- Next, use scissors to cut the cardboard into small squares to add as spacers between the paper squares. The cardboard squares should be considerably smaller than the paper squares — that’ll help make the cardboard less visible. (I used a piece of recycled cardboard that held a case of cat food — it’s thinner and less rigid than some cardboard which made it easier to cut, I think.) Cut out the same number of cardboard squares as you have paper squares.
- Poke holes in the center of the paper and cardboard squares. With an ice pick, I was able to punch holes through several squares at the same time. (Your mileage may vary.)
- Next, place your chopstick in whatever object you have handy to use as a base. You may want to nail or glue the chopstick into/onto your object. (I didn’t need to — my chopstick fits pretty snugly into my base.)
- Now place the cardboard and paper squares onto the chopstick, pushing them down from the chopstick’s tapered end. Start with your largest square of cardboard, then add your largest piece of music on top of it. Continue stacking the cardboard and paper squares, keeping an eye on how your “tree” is shaping up. Hopefully, it’s a nice cone shape.
As your layering of squares nears the top of the chopstick, stop at whatever point you want to. You could put a dot of glue on the topmost cardboard piece and paper square, to hold them in place. (I’d like to take the tree apart after the holidays — to store everything flat in a box — so I didn’t add glue.) Also, I left my chopstick top bare because I like the minimal look of it. You may want to “top” your tree with something.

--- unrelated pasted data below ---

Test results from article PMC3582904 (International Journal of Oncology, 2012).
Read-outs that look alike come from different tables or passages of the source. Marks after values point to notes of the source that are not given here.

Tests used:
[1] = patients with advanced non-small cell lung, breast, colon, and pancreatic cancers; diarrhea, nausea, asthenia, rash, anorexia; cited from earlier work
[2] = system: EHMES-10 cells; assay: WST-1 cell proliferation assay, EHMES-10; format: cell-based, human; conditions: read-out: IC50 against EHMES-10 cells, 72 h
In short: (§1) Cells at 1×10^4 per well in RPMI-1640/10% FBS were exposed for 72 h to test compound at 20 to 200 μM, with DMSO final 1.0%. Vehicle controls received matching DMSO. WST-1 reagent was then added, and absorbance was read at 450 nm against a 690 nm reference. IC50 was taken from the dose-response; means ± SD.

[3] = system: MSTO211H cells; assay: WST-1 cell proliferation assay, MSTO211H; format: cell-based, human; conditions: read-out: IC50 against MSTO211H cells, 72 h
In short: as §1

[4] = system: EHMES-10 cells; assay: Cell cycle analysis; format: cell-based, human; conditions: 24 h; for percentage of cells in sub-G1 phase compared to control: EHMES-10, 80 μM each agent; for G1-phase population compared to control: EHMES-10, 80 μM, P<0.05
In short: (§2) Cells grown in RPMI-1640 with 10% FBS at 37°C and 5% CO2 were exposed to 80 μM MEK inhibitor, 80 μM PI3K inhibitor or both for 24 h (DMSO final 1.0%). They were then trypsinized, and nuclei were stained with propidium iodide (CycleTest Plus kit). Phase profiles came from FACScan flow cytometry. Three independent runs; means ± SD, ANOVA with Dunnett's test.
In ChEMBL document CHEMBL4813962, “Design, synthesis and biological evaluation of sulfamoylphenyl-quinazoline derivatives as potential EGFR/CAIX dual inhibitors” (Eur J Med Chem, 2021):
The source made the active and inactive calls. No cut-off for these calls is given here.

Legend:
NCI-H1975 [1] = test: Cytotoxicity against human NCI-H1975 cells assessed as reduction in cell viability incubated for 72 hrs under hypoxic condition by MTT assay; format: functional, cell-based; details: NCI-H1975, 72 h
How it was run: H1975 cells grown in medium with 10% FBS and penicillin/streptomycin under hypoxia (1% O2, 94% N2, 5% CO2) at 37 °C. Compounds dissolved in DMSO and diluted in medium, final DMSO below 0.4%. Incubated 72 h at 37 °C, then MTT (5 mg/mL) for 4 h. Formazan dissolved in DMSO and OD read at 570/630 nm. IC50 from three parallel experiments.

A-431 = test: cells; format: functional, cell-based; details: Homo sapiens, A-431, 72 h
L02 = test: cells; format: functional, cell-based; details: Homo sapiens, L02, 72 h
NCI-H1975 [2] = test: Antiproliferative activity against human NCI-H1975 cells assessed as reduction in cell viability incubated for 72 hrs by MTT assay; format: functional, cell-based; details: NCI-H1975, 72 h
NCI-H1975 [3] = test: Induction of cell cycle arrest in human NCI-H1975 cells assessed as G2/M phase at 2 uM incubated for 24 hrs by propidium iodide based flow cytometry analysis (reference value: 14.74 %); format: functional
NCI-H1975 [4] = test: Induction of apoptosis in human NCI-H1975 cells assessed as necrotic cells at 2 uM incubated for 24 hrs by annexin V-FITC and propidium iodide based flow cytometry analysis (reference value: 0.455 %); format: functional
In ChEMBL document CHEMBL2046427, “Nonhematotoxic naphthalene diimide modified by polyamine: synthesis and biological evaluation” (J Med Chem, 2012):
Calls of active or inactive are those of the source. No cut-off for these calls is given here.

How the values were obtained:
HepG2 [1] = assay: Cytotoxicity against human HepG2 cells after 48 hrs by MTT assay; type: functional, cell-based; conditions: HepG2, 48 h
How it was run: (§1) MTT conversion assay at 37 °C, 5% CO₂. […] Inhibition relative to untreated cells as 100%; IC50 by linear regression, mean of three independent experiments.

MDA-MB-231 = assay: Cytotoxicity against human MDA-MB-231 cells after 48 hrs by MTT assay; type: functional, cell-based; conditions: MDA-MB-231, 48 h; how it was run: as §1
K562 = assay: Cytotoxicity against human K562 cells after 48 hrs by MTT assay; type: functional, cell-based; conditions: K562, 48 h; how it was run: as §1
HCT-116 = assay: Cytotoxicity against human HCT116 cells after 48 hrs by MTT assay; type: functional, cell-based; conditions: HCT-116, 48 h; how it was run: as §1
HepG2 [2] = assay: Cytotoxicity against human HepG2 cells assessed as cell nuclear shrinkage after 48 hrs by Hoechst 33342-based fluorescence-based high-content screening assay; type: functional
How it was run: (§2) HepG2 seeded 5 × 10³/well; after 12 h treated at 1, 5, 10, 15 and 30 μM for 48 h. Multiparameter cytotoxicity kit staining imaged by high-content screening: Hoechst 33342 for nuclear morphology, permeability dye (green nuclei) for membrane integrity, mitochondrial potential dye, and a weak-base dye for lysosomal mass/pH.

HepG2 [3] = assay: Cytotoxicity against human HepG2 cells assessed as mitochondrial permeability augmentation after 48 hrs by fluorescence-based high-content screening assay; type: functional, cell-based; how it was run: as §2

That’s it. Place your tree on a table, and enjoy!
Note: This project carries a stamp of approval from Veto, my feline quality control officer.
Yes, yours truly (Unconsumptioneer Molly) posted a tutorial for something I made. Hope it inspires you to make something of your own!
- 8:25 am - Sun, Dec 4, 2011
- 89 notes
From the Unconsumption archive:
Some favorite DIY holiday decor ideas:
Reindeer, garland, and trees made from corks.
- 3:45 pm - Fri, Nov 25, 2011
- 32 notes
It’s wine o’clock (somewhere) …
Which means it’s time to share a wine-related repurposing find. Today’s item: Wine corks arranged into the shape of a Christmas tree. (This tree’s made by 4EyesAndEars on Etsy.)
If you’ve missed some posts in our wine o’clock series, or want to look again at some earlier posts for inspiration to make something of your own, check out the Unconsumption archive here.
- 6:05 pm - Fri, Mar 11, 2011
- 4 notes
Yet another reason to save corks — and drink wine!
Other reasons here, in Unconsumption’s collection of wine-related repurposing posts.
À votre santé!